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[casi-analysis] Iraq's Prewar Health Care System Was Once Region's Best

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This seems a remarkably frank article. No shifted blame on to SH's
'neglect', mention of sanctions, mention of the previous high
standards, clear indications of serious shortcomings eg some
hospitals without antibiotics. Just recently there has been
considerable attention focused on the state of hospitals etc.

Iraq's Prewar Health Care System Was Once Region's Best

By Peter Jennings

B A S R A, Iraq, March 18  Following the car bomb that exploded at a
Baghdad hotel Wednesday, most of the casualties were taken to the Ibn
Nafis hospital, near the site of the bombing. The 240-bed facility is
40 years old.

The day after, surgeon Mohamed al Amari, who is also the hospital's
director, was checking on his patients.

One man, who was working at the hotel reception desk when the bomb
went off, was in the hospital having shrapnel removed. He recalled
his experience.

"I heard the bombing and realized it was so close, and a splinter of
glass came flying into my stomach," he said in Arabic.

Among the Best in the Middle East

Iraqi hospitals used to be among the very best in the Middle East,
and Iraqi doctors have a long reputation of specialization and
research. But the war was tough, and 10 years of economic sanctions
on Iraq were tough, too.

Right after the war, there was no security, and many hospitals were
looted, as a result. There were horror stories of patients' families
storming hospitals, demanding care.

Amari said one of his biggest concerns is that a man will come into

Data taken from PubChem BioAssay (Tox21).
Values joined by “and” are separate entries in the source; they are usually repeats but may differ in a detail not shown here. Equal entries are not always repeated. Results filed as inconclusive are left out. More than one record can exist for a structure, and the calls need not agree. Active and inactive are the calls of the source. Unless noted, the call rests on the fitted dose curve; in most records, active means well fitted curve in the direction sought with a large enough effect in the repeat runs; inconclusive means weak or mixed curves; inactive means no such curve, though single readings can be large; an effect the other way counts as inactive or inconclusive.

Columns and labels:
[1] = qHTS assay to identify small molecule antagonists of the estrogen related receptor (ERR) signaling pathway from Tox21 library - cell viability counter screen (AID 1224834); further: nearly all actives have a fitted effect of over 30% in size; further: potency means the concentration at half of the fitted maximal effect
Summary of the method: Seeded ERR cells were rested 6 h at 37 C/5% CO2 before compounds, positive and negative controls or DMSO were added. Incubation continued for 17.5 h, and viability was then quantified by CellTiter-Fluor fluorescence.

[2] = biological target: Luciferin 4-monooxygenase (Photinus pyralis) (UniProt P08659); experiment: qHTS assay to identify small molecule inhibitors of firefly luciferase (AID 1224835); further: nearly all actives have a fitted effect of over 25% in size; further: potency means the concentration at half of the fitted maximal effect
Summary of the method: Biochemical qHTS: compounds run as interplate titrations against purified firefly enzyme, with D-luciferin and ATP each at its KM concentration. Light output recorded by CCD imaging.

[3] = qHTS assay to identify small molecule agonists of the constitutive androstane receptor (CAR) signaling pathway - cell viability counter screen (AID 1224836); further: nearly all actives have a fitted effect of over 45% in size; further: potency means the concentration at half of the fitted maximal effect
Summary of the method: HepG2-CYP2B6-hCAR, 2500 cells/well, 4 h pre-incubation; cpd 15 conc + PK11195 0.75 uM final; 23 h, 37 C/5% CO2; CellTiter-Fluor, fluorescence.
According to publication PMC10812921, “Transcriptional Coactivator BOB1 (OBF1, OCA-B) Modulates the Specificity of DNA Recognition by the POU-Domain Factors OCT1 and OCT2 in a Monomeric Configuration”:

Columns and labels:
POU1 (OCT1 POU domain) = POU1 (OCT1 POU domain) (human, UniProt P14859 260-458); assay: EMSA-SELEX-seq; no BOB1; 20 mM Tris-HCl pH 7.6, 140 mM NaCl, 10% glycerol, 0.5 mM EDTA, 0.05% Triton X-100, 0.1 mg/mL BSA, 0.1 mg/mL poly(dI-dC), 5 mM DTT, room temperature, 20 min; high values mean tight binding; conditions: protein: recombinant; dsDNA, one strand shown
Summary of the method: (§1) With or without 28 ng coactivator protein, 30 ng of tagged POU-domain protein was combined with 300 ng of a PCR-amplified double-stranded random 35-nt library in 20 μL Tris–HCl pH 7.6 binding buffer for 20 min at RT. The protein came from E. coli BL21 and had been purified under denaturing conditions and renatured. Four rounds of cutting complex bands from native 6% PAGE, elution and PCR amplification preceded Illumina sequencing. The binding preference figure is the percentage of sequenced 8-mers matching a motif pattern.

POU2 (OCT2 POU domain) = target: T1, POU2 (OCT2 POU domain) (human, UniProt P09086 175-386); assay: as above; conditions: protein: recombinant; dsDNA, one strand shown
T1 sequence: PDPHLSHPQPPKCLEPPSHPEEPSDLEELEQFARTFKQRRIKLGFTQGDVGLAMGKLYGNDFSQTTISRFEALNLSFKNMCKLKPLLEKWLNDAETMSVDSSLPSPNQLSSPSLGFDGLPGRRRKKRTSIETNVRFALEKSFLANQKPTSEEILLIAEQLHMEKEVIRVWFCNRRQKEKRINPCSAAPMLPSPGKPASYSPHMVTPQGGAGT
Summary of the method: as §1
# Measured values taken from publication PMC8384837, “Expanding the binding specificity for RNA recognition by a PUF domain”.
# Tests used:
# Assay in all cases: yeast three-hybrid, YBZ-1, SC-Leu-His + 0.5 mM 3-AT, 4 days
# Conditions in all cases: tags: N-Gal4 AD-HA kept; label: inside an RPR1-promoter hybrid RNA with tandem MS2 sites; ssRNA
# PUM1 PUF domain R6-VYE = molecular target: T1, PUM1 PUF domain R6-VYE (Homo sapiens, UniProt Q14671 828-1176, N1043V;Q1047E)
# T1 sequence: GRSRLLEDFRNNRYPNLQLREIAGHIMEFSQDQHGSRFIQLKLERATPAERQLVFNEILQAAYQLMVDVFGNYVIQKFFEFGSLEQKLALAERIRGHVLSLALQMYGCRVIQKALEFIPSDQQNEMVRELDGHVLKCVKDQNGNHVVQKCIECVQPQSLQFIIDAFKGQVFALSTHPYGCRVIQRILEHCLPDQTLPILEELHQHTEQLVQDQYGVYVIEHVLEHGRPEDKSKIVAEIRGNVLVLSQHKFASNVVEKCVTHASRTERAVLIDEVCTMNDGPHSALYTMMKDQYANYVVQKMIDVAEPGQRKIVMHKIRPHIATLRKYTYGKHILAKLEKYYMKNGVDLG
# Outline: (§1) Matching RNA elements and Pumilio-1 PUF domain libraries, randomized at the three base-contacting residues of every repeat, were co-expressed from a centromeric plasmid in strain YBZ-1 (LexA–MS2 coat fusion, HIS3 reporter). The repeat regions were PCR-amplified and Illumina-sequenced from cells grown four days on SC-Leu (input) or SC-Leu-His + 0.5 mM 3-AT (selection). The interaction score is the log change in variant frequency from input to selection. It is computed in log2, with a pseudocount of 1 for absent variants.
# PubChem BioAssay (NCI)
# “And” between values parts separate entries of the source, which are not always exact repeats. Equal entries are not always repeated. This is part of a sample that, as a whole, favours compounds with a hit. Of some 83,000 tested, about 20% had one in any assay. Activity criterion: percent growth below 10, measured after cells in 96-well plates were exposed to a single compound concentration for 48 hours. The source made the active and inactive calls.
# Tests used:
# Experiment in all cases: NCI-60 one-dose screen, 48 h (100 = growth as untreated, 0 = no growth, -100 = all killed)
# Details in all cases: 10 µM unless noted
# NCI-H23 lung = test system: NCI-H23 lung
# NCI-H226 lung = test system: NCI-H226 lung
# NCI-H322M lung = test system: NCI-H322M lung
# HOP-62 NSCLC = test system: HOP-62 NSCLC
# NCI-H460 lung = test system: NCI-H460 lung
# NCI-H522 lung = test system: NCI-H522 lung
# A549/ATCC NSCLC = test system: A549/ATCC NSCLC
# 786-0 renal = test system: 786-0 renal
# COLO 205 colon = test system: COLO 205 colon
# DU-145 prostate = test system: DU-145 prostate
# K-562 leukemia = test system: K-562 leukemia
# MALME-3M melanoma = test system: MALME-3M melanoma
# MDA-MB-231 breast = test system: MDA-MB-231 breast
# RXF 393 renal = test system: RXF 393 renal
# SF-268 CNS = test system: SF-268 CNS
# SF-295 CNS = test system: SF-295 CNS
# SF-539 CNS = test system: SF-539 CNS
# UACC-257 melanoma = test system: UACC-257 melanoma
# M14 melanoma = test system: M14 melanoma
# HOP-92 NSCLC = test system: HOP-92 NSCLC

the hospital, armed with a gun, and demand that doctors save the life
of someone who has been shot in a gunfight  or just shot.

The United States, Amari believes, has not made Iraq more secure.

After the hotel bombing, the hospital staff that lives in other parts
of the city worried about getting to work. The city, they claim, is
just not safe at night.

Even Amari was afraid to drive to work.

"You don't know  maybe looters, maybe bombing, maybe everything. I
don't know," he said.

Luckily, Ibn Nafis does not have an urgent need for medicine or
medical equipment.

When the hospital is in need of something, Amari asks the Ministry of
Health, which works with the U.S. occupation authorities. He usually
gets what he needs in time.

The United States has increased doctors' salaries by about $20 a
month, but they still make less than $200 a month.

One of the pediatric hospitals has recently been given 10 new
incubators, and there has been a campaign to immunize children
against childhood diseases.

There are 240 public hospitals in Iraq and 1,200 health centers. They
could all use something. Some hospitals have not been able to get
antibiotics, and there is only one liquid oxygen producer in the
entire country.

The United States and many private organizations have been helping
the Iraqis restore the system. But it is nowhere near its former

Mark Parkinson

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